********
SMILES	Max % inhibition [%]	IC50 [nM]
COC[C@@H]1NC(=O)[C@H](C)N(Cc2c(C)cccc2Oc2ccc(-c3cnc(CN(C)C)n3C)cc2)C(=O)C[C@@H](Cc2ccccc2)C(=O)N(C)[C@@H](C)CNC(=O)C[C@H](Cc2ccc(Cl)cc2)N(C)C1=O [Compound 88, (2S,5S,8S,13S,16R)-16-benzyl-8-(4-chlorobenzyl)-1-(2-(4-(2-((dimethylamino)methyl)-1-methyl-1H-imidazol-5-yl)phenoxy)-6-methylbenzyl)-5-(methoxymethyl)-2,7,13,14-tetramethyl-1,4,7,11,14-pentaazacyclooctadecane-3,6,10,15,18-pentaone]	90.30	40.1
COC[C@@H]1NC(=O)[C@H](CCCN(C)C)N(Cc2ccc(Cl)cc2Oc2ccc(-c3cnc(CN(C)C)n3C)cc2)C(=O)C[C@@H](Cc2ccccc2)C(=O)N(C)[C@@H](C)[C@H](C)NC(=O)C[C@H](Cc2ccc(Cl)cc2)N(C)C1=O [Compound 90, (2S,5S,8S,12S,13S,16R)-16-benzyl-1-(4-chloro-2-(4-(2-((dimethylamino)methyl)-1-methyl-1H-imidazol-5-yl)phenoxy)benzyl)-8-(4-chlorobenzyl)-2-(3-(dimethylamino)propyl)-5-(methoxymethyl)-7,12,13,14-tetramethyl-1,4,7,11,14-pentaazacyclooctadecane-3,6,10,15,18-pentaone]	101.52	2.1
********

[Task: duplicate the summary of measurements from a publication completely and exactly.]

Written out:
SMILES	Max % inhibition [%]	IC50 [nM]
COC[C@@H]1NC(=O)[C@H](C)N(Cc2c(C)cccc2Oc2ccc(-c3cnc(CN(C)C)n3C)cc2)C(=O)C[C@@H](Cc2ccccc2)C(=O)N(C)[C@@H](C)CNC(=O)C[C@H](Cc2ccc(Cl)cc2)N(C)C1=O [Compound 88, (2S,5S,8S,13S,16R)-16-benzyl-8-(4-chlorobenzyl)-1-(2-(4-(2-((dimethylamino)methyl)-1-methyl-1H-imidazol-5-yl)phenoxy)-6-methylbenzyl)-5-(methoxymethyl)-2,7,13,14-tetramethyl-1,4,7,11,14-pentaazacyclooctadecane-3,6,10,15,18-pentaone]	90.30	40.1
COC[C@@H]1NC(=O)[C@H](CCCN(C)C)N(Cc2ccc(Cl)cc2Oc2ccc(-c3cnc(CN(C)C)n3C)cc2)C(=O)C[C@@H](Cc2ccccc2)C(=O)N(C)[C@@H](C)[C@H](C)NC(=O)C[C@H](Cc2ccc(Cl)cc2)N(C)C1=O [Compound 90, (2S,5S,8S,12S,13S,16R)-16-benzyl-1-(4-chloro-2-(4-(2-((dimethylamino)methyl)-1-methyl-1H-imidazol-5-yl)phenoxy)benzyl)-8-(4-chlorobenzyl)-2-(3-(dimethylamino)propyl)-5-(methoxymethyl)-7,12,13,14-tetramethyl-1,4,7,11,14-pentaazacyclooctadecane-3,6,10,15,18-pentaone]	101.52	2.1